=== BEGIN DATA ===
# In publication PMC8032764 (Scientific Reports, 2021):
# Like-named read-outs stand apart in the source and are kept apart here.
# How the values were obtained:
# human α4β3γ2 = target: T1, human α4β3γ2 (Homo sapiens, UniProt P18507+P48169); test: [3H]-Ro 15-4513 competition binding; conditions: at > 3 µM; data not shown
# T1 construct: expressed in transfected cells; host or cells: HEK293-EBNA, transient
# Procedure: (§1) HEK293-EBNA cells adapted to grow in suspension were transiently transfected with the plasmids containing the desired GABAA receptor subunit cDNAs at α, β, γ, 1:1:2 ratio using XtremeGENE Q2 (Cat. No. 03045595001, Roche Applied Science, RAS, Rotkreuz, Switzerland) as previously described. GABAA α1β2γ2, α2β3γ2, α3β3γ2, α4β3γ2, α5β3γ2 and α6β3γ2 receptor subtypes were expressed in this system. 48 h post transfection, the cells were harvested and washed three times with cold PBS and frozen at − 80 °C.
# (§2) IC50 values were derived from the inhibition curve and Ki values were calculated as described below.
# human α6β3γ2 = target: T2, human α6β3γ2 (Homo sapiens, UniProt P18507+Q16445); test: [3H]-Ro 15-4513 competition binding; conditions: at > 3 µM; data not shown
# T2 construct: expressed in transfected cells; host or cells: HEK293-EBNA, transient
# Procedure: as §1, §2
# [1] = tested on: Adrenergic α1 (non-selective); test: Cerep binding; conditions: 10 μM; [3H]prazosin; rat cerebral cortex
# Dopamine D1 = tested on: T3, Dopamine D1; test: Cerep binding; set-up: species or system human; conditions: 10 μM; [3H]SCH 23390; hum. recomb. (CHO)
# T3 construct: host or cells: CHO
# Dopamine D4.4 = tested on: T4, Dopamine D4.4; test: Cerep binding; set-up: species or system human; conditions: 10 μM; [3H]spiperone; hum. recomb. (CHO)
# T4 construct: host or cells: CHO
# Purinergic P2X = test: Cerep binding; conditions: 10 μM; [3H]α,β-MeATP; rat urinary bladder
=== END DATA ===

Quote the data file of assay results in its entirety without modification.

# In publication PMC8032764 (Scientific Reports, 2021):
# Like-named read-outs stand apart in the source and are kept apart here.
# How the values were obtained:
# human α4β3γ2 = target: T1, human α4β3γ2 (Homo sapiens, UniProt P18507+P48169); test: [3H]-Ro 15-4513 competition binding; conditions: at > 3 µM; data not shown
# T1 construct: expressed in transfected cells; host or cells: HEK293-EBNA, transient
# Procedure: (§1) HEK293-EBNA cells adapted to grow in suspension were transiently transfected with the plasmids containing the desired GABAA receptor subunit cDNAs at α, β, γ, 1:1:2 ratio using XtremeGENE Q2 (Cat. No. 03045595001, Roche Applied Science, RAS, Rotkreuz, Switzerland) as previously described. GABAA α1β2γ2, α2β3γ2, α3β3γ2, α4β3γ2, α5β3γ2 and α6β3γ2 receptor subtypes were expressed in this system. 48 h post transfection, the cells were harvested and washed three times with cold PBS and frozen at − 80 °C.
# (§2) IC50 values were derived from the inhibition curve and Ki values were calculated as described below.
# human α6β3γ2 = target: T2, human α6β3γ2 (Homo sapiens, UniProt P18507+Q16445); test: [3H]-Ro 15-4513 competition binding; conditions: at > 3 µM; data not shown
# T2 construct: expressed in transfected cells; host or cells: HEK293-EBNA, transient
# Procedure: as §1, §2
# [1] = tested on: Adrenergic α1 (non-selective); test: Cerep binding; conditions: 10 μM; [3H]prazosin; rat cerebral cortex
# Dopamine D1 = tested on: T3, Dopamine D1; test: Cerep binding; set-up: species or system human; conditions: 10 μM; [3H]SCH 23390; hum. recomb. (CHO)
# T3 construct: host or cells: CHO
# Dopamine D4.4 = tested on: T4, Dopamine D4.4; test: Cerep binding; set-up: species or system human; conditions: 10 μM; [3H]spiperone; hum. recomb. (CHO)
# T4 construct: host or cells: CHO
# Purinergic P2X = test: Cerep binding; conditions: 10 μM; [3H]α,β-MeATP; rat urinary bladder